For more formal settings, a wide-mouthed cup called kumidashi chawan is used to serve ocha. Chawan means tea bowl. These are often presented resting on a lacquer saucer and were originally served to guests waiting to enter a ceremonial tearoom.
A chawan (Chinese: 茶碗; literally "tea bowl") is a bowl used for preparing and drinking tea. There are many types of chawan used in tea ceremonies, and the choice of their use depends upon many considerations. In addition to being used for Chinese tea, it is used for matcha (powdered green tea) in the Japanese tea ceremony.
Jian chawan with "hare's fur" glaze, Song Dynasty (960–1279) Chawan originated in China. The earliest chawan in Japan were imported from China between the 13th through the 16th century. Up till about the 15th century Japan, tea was mainly drunk from a Chinese variety of tea bowls which the Japanese called Tenmoku chawan, the Jian chawan. This type of Chinese chawan was the preferred tea bowl for the Japanese tea ceremony up until the 16th century. The Japanese term tenmoku is derived from the name of the Tianmu Mountain, where Japanese priests visited Chinese temples and acquired these tea bowls to bring back to Japan.
A 13th century Jian chawan from the Song Dynasty sitting atop a 16th century lacquer tea bowl stand from the Ming Dynasty.
An 11th century resident of Fujian wrote about the Jian tea wares:
"Tea is of light colour and looks best in black cups. The cups made at Jianyang are bluish-black in colour, marked like the fur of a hare. Being of rather thick fabric they retain the heat, so that when once warmed through they cool very slowly, and they are additionally valued on this account. None of the cups produced at other places can rival these. Blue and white cups are not used by those who give tea-tasting parties."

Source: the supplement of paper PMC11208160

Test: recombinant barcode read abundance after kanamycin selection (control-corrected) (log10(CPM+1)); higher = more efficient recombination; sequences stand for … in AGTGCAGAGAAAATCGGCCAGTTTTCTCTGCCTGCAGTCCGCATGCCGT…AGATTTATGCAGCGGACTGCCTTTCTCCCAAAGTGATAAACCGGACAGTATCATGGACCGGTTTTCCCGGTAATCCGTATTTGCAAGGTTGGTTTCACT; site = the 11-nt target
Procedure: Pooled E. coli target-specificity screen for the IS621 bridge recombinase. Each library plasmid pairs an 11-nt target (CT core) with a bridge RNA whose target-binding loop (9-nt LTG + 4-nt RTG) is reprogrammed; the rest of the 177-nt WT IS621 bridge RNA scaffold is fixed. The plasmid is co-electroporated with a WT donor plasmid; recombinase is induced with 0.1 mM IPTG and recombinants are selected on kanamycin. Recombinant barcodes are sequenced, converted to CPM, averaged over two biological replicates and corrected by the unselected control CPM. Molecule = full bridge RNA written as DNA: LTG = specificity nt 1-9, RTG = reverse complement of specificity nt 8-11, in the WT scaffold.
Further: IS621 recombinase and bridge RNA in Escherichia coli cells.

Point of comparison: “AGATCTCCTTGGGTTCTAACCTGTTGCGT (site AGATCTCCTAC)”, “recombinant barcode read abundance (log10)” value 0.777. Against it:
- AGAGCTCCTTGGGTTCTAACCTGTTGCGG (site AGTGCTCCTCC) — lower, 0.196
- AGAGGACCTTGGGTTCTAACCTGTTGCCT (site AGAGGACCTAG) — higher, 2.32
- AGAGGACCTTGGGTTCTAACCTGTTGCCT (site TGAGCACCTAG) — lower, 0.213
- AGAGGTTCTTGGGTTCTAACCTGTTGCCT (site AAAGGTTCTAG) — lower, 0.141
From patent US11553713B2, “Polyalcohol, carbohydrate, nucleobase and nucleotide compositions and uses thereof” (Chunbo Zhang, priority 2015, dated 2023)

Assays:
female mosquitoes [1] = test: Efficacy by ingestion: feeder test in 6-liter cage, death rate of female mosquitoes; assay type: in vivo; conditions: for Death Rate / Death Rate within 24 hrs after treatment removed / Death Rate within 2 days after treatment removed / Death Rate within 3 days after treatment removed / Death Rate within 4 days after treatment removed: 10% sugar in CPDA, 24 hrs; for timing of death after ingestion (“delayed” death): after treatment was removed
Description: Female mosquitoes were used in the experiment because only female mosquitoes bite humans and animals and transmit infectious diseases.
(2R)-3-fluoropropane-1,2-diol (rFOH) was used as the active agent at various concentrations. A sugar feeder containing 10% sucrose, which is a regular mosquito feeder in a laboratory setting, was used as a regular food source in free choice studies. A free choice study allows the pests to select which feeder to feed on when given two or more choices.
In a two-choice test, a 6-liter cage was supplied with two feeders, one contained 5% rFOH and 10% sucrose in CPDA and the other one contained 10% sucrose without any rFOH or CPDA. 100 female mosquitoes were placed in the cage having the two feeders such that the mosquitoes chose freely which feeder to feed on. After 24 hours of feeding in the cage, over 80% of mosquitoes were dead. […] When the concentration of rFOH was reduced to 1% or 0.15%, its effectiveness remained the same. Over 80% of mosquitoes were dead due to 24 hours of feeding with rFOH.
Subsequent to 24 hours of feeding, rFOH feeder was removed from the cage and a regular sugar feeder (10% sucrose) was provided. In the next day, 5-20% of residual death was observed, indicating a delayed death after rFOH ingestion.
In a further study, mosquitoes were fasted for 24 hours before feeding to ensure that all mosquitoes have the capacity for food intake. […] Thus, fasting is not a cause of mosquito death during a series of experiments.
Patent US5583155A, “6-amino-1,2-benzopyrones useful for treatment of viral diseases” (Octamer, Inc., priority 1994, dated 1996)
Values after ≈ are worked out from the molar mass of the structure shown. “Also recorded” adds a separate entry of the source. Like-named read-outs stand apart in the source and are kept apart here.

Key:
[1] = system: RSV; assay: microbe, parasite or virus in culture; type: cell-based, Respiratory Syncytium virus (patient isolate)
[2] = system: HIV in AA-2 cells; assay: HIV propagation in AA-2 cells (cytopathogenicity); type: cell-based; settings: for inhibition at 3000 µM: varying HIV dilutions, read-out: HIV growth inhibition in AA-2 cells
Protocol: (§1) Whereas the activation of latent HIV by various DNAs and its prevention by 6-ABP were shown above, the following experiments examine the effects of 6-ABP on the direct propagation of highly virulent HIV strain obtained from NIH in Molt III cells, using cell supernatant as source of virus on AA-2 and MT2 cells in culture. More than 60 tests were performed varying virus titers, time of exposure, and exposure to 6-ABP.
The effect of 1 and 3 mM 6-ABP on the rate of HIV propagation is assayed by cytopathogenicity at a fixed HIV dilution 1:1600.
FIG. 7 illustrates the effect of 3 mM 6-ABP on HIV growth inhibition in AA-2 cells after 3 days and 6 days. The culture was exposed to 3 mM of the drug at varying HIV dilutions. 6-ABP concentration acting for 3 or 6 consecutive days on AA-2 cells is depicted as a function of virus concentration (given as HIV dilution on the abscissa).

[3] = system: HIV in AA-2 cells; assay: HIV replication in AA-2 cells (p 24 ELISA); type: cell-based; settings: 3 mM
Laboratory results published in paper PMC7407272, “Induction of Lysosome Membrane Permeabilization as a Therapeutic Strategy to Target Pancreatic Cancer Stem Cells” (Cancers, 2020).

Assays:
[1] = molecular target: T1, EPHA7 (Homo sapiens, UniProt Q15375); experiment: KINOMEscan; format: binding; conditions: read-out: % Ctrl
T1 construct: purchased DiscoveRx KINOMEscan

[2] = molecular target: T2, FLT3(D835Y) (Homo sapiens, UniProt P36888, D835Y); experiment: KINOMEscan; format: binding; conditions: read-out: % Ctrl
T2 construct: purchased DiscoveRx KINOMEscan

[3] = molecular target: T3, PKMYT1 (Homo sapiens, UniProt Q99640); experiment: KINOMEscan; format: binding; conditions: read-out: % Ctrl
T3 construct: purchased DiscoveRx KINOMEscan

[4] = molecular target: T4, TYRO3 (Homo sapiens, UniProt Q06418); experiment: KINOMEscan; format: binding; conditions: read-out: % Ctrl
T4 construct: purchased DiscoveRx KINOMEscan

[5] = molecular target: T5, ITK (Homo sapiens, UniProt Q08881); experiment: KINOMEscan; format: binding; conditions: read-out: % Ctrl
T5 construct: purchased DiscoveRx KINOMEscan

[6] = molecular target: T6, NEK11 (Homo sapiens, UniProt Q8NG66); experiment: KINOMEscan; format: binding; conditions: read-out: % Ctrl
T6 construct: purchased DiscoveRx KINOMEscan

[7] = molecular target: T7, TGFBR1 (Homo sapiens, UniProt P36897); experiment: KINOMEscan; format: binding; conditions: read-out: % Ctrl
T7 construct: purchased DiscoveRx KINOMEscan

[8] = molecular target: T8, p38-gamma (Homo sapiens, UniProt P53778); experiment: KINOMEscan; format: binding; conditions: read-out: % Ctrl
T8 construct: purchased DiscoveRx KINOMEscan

By the end of the Kamakura period (1185–1333), as the custom of tea drinking spread throughout Japan and the Tenmoku chawan became desired by all ranks of society, the Japanese began to made their own copies in Seto (in present day Aichi Prefecture). Although the Tenmoku chawan was derived from the original Chinese that came in various colors, shapes, and designs, the Japanese particularly liked the bowls with a tapered shape, so most Seto-made Tenmoku chawan had this shape. With the rise of the wabi tea ceremony in the late Muromachi period (1336–1573), the Ido chawan, a variety of Korean bowls mainly used for rice in Korea, also became highly prized in Japan.
The connection between ceramics and tea-drinking has a rich, evolved culture. The qualities of handmade ceramic vessels have much in common with the virtues revered by the Japanese tea ceremony, or chanoyu, which developed into an art form after the ninth century when tea was introduced to Japan from China. Much like the ceramics it used, the simple act of tea drinking became symbolic in Japan of an appreciation of nature, simplicity and imperfection, and later a high art advocating harmony and balance.Tea bowls are never perfectly round, for they must fit the hands comfortably. A chawan is like a person. It has its own character and given time its own stories to tell, if one would listen. Most of its spirit comes directly from its maker, therefore looking at the creation one can get a sense of what kind of person the creator is, even without having met her or him.